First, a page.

The Algona Upper Des Moines from Algona, Iowa on April 25, 1894 · Page 1
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The Algona Upper Des Moines from Algona, Iowa · Page 1

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Algona, Iowa
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Wednesday, April 25, 1894
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Page 1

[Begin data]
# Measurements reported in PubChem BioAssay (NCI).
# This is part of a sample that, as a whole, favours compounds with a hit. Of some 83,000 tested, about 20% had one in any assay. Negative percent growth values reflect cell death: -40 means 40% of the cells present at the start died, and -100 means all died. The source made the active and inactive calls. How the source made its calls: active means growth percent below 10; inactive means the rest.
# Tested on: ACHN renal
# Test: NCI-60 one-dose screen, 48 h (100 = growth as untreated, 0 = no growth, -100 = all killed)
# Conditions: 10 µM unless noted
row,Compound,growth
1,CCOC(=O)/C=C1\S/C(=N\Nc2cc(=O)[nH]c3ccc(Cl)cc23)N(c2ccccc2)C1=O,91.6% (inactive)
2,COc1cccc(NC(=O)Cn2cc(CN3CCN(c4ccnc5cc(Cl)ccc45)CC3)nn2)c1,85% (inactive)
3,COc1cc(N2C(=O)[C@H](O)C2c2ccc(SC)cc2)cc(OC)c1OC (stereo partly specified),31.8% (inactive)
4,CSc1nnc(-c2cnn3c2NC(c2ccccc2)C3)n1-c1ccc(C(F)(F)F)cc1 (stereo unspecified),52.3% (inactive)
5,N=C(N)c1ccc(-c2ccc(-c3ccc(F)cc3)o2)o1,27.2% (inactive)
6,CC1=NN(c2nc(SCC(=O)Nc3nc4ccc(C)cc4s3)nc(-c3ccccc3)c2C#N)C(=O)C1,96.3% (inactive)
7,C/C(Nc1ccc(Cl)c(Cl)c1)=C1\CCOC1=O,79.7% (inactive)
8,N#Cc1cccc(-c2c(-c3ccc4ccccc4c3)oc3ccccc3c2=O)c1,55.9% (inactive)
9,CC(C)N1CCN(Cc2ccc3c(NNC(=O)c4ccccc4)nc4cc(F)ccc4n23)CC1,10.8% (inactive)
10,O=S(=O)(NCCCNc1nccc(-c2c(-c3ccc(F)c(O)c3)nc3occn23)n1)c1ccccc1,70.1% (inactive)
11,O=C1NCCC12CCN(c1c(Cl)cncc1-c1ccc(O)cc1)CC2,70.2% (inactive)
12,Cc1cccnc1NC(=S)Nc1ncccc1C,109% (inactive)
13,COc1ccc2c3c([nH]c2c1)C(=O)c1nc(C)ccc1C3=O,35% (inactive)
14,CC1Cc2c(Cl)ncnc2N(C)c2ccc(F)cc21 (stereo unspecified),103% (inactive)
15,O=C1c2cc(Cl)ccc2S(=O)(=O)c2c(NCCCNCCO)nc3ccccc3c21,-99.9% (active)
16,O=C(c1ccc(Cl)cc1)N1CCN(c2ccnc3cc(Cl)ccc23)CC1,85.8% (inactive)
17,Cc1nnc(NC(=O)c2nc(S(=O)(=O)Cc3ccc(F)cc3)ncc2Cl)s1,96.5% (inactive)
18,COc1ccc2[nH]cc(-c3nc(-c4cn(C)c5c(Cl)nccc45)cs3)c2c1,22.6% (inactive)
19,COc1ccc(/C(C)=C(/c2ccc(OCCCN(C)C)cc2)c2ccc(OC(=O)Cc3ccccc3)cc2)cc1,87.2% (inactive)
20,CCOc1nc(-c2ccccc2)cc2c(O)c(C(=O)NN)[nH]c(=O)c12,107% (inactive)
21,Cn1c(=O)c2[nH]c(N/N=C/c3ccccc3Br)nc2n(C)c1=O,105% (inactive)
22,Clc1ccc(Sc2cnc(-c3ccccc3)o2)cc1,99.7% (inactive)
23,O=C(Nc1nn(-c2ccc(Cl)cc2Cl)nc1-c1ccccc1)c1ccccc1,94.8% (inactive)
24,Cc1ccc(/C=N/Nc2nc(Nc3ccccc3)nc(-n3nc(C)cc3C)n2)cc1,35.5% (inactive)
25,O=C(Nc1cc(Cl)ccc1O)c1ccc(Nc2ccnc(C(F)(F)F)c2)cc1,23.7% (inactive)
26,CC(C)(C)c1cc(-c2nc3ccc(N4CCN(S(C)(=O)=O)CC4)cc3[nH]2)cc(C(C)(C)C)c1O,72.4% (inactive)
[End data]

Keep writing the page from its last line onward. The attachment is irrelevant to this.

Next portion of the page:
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ESTABLISHED 1865, AL&ONA, IOWA, WEDNESDAY, APEIL 25 5 1804, Good Property. A Gold Medal is nice property ; a Gold Mine may be nicer. A Nice Girl •• ••• .•' ••- is better than gold in any form. Moral: Get our ANGELINA to make your bread. SLASHED WITH 1 Will, Goodlad the Victim of a Serious Stabbing Affray at Butt-Half a Dozcti Bad Cuts, Mis Trouble was with J. W. Amett, RU valty Being the Cause—Both Give Their Version^. Opora, SEo-uuse CLEARING SALE -AT- GALBRAITH'S. Ginghams for Calico for - Outing Flannel for All-wool C. C. Carpet for Cotton Carpet for - • . Worsted Dress Goods for Worsted Dress Goods for Jamestown Dress Goods for Jamestown Dress Goods for Plaid Dress Goods for Cotton Dress Goods for Ribbon for - - Ribbon for - - - 5 cents- 5 cents- 5 cents- 50 cents- 20 cents- 39 cents- 15 cents- 30 cents- 40 cents- 5 cents- 10 cents- 5 cents- 10 cents- -worth 8 to 10.cents -worth 7 cents -worth 8 to 10 cents -worth 65 cents -worth 30 cents -worth 60 cents -worth 35 cents -worth 50 cents -worth 60 ceuts -worth 10 cents -worth 5 to 20 cents -worth 8 to 10 cents -worth 10 tOi20 cents Bemnants at about half price. Clothing regardless of cost. In shoes we have some good bargains. WALL PAPER, new stock at the lowest prices. . L GALBRAITH & CO. Boots; Shoes, and Rubbers. =-==Latest Styles and Lowest Prices, Finest and Best. © You ought to see the pretty new Shoes and Oxfords for ladies and misses. We have some beauties and it will do you good to see them. We have a few odd sizes in ladies,' misses' and children's shoes that we are selling at very low prices, BBOWNELL & ALLRED, Boots and Shoes, Algona, Iowa. Electric Hair MANUFACTURED BY-a. AUQONA, IOWA, Barber SJwp in QalbraitJi Basement, to gyow hair oa a bald in from six wecto to two months if used according to directions, Will pure dandruff, itching of the scalp, and all scalp diseases, For falling out of hair I will forfeit $5 if I do not cure it in two weeks, J3jRECTjQNS.--R.ut> tjie hair well with a brush for five $hj« put: on engugh, of tfce preparation tp dampen, Jhe §cajp; rub m with a brwsh or Burt was the scene of a serious stab' blng affray Friday evening, The In* jured man is Wm. Goodlad, a sto'ne masoti of the town, and the man held is J. W. Arnett, a blacksmith, who moved in about two months ago from Pleasant Plains, 111. The two men came together in front of the barber shop opposite the Stubbs hotel, were in the gutter together, and when Arnett walked away Goodlad was stabbed a half dozen times, some being very deep slashes. Arnett walked across to the hotel, washed his thumb, which had been cut, and was going to a sociable when he was arrested. He was taken before Justice Easterly, and asked for time to secure counsel. Hearing was postponed until yesterday and no bail was allowed, and-Arnett was brought to Algona, where he was put in jail. ABNETT'S STORY OF THE AFFAIR. Monday THE UPPER'Diss MOINES interviewed Mr. Arnett, who was per* fectly willing to give his version of the affair. He is a pleasant-looking young man, probably 25 years of age, and far from blood thirsty in appearance. He said that there had been some rivalry between himself and Goodlad, and that the latter felt aggrieved. Friday evening he had gone into the hardware store and Goodlad 1 began picking a quarrel with him. After a few words he left and went to the barber shop. While there Goodlad came and called at the door, asking him to come out. When he was out Goodlad asked if he wanted to hit him, at the time holding his hand at his hip pocket. Arnett said he did not. Other words followed and Goodlad struck him on the neck, throwing him off the sidewalk into the' gutter and coming on top of him. In this position he drew a knife that had been left in his shop to be riveted, and which he was taking to the owner, and with it defended himself, being undnr Goodlad all the time. While down G. Guttknecht grabbed his arm. As soon as he got from under Goodlad he walked to the Stubbs hotel, washed his thumb, which had been cut, and was then arrested. Arnett's neck bears some ugly marks where Goodlad hit him. The knife he used was a heavy jack-knife with a blade about three three inches long. THE GOODLAD VERSION. Monday evenin? the reporter visited Burt and found Mr. Goodlad on a lounge in the Peck hotel. He was resting easily, but did not care to talk, and Mr. Guttknecht, who was with him during the fight, told his story. It seems that about a month ago Arnett came to some social gathering and played the banjo, or played at it, and the boys joked him about it, and so the trouble began. He talked about cutting somebody's heart out, etc. Friday night they were ut Perry McDonald's and Goodlad got oft' a joke about Arnett. Arnett said out on the street that he would punch his face if he said that out of doors. Goodlad then walked to the barber shop, where Arnett had gone, and called him to the door and asked him if he wanted to whip him. Arnett struck at him several times and Goodlad caught him by the coat and neck and both fell in the gutter, side by side, Goodlad rolling on top. The whole thing was over in a '.second, and Goodlad did not know he was cut until he got up and felt the blood running down his back. Goodlad is a good-looking young man, about Arnett'a age and a little heavier. THE CURRENT RUMORS. Both Goodlad and Arnett are members of the Good Templars' lodge, and both have friends among the Burt people who lay the blame on the other. Some say Arnett has threatened before to cut people. At the close of the light he threatened to cut Guttknecht and waved his knife wildly. On the other hand it is also claimed that Goodlad admitted after it was all over that he was out for a row and got it, and got what he deserved. It seems that more blame rests on the boys who egged on the fight than anybody else. At Perry McDonald's Goodlad said he was spoiling for a fight, or something like it, Arnett out on the street said if he had heard that outside he would have smashed his face. Then the boys went to Goodlad and told him what Arnett said. Then Goodlad followed him to the barber shop and called him out and asked him about it. Some say Aruett told him to go away, that he didn't want a. row, and that Goodlad grabbed bis coat and jerked him off the walk. Some say Arnett had the knife open all the time and struck with it while they were still standing, etc. In any event it was a fight that had been set on for some weeks. Dr, Beane sewed up the wounds, one of which required several stitches. One out he said would have been fatal if it had gone a quarter of an inch deeper, The examination was set before 'Squire Easterly for yesterday, but he was called away by the death of his father, and by agreement of both sides it was transferred to 'Squire Taylor's court in Algona. THE EVIDENCE HEARD. Justice Taylor opened couvt at 1 o'clock yesterday in the court room, and a large number from. Burt and Algona heard the testimony. County Attorney Raymond prosecuted, and WB. Quarton and E. H, Clarke represented Arnett. Among the witnesses were Guttknecht, Moore, Will McDonald, the Sohaffev brothers, Gep, Beard, Den. Paine, Clark and George Coffen, Dr. Beane, Miller, Ferris, G. V, Sla.de apd. Marshal Wilder. TUe stovy o£ Ar nett was substantially c&rrobflra JoJlQysrtd Wi» tft shop, called him but, called him ft cow ard, and when he told him to go away and leave him alone, caught nlta afld pulled him out. Justice Taylor, after hearing the arguments, said he could not hold the defendant, and intimated that the row had been brought about by meddlers and go-betweens, Many who heard the trial burst out in applause when the decision was rendered. A HOUSES, Mow the Mails Wero Caffied Clettf Lake to Algona In 185?. John M. Brainerd, who taught school in Cerro Gordo county during the famous winter of 1857, writes a report of'the great blizzard in December of that year for the state historical department's publication, The Attnals of Iowa, and in it gives an interesting reminiscence of "Capt." Hewitt, who lived at Irvington at one time, and who carried mail around from Clear Lake by Big Brush, as Forest City was then known, down by Buffalo Grove to Algona. As H. H. Bush once said, nothing but cranes could travel straight across from Clear Lake to Algona in those da.ys. George Taylor, Mrs. J. E. Stacy's oldest brother, carried the mail at one time, but Hewitt was the stage driver best known in that section:, "A weekly mail was carried from Clear Lake to Upper Grove, in Hancock county, across an open prairie Of 25' miles; thence to Algona, crossing a wider stretch of open country, a total distance of 60 miles. The contractor! for this work was-Hewitt, an old Indian interpreter and thorough pioneer. He was 63 years of age, but strong as a man of 40; with ruddy face, bluff, hearty manners, and physically as "tough as a pine knot." In preparation for his winter journeyings it was his custom to set up in the fall, oak poles at intervals of about 300 yards, their leafy tops being retained; and these wore his guides when the storm howled across his path. His mail cart was canvas-covered on all sides, with small port holes for the reins to pass through, sockets for candles on the wooden supports, and plenty of fatty provisions. Thus armed, if his team gave outafter nightfall, it was sheltered on the lee side of the canvas; he lit his candles for warmth, ate his provisions, and wrapped in buffalo robes stood out the siege until morning. With such thorough preparations death need not have happened to any settler; but the proverbial heedlessness of frontier people seldom impelled them to make them. They trusted to luck and to their "jedgment" of the weather, much as sailors are reputed to do, and often with like results. But these were the men who pioneered the way for our modern farms, with artificial groves, furnace-heated houses, and defiance of the worst storms. Their memory and their fate are worthy of a better pen than mine." FRESH cocoanuts at Langdon & Hudson's Try . . . . When you are in 1 need of Groceries— Club House Goods, We carry a full line oi this brand. We have a large assortment of Garden and Flower Seeds which seem to be in style just now. Call and look them ovef, Langdon & Hudson. you find yourself in need of New Carpets, Curtains, Portiers, and Draperies, Rugs, Mats, Carpet Sweepers, Curtain Poles, etc., BEMEMBEI GOLD Mine flout 1 at Carter's. I will sell you better FLOUR and other mill products for less money than you can buy elsewhere, or no money. Every sack ivarranted and delivered. J. J. WILSON. The Grange Store Offers you the largest assortment, the best goods, and the lowest prices. A NEW FIRM. NORTON & ROBINSON Will furnish you with the boat of livery rigs, with or without driver, at moderate prices. Also give tUelr best attention to Boarding and Feeding Horses, by the day or week, at their barn, One blooft north of postofltce, ALGtONA, IOWA, ORIGINAL NOTICE. STATE OF IOWA, KOSSUTH COUNTY.- District Court, May Term, 1804.—In the matter of the estate of S. G. A. Read, deceased. (Lizzie B. Bead,' administratrix), against Mattie A. Hawlies. To said defendant: You are hereby notified that on or before the 10th day of May, 1894, a petition of the plaintiff in the above-entitled action will be filed in the office of the clerlt of said court, asking the court for an order to sell the following described real estate, tp-wit: Lot No, One in southeast quarter of northeast quarter; west half Lot Six in southeast quarter of northeast quarter; south 2 and 40-100 acres of east half Lot Six of southeast quarter of northeast quarter; Lot Seven except west two acres in southeast quarter of northeast quarter, all in Section Eleven, Township Ninety-five, Range Twenty-nine, Kossuth county. Jowa, lor the payment of the debts against said estate, the personal property having been exhausted in said estate; and unless you appear thereto and defend on or before noon of the second day of the next May term of said district court, to be begun and holden at the court house in Algona, in said county, on the 81st day of May, 1894, default will be entered aealust you and judgment rendered thereon. 4t4 E. H. CLARKE, Plaintiff's Attorney. Center of Attraction Studley's Pharmacy Everybody Goes There! Coming! Coming! Coming! The Fourth Car Load of that Flour will arrive this week at the new store, 7Q NOTICE, To William T. Dixon: You are hereby notified that I have appointed appraisers to assess the damages which the owner will sustain by neiu VOMIJpJUiu, ixuaouvu ^wuwvj', J.U*YW, W?T*V, Beginning at a point t\yo rods south and two rods west of the northeast corner of Section Eighteen, Township One Hundred, Bange Twenty-eight, running thence south tea rods, thence west sixteen rods, thence aorth tea rods, ehence east sixteen rods to place of beginning. Said commissioners will meet on No family ean afford to keep house without it, ber the place: Cowles block. PATTERSON The NQrtiisrn Iowa Exchange, ^ _ ______________________ it y<w vtsu to buy, sell, QJ »«rt imses OK lots; u you \risfc t? tojy on sett a io%4 o* ftfty, , V,.;-'. v •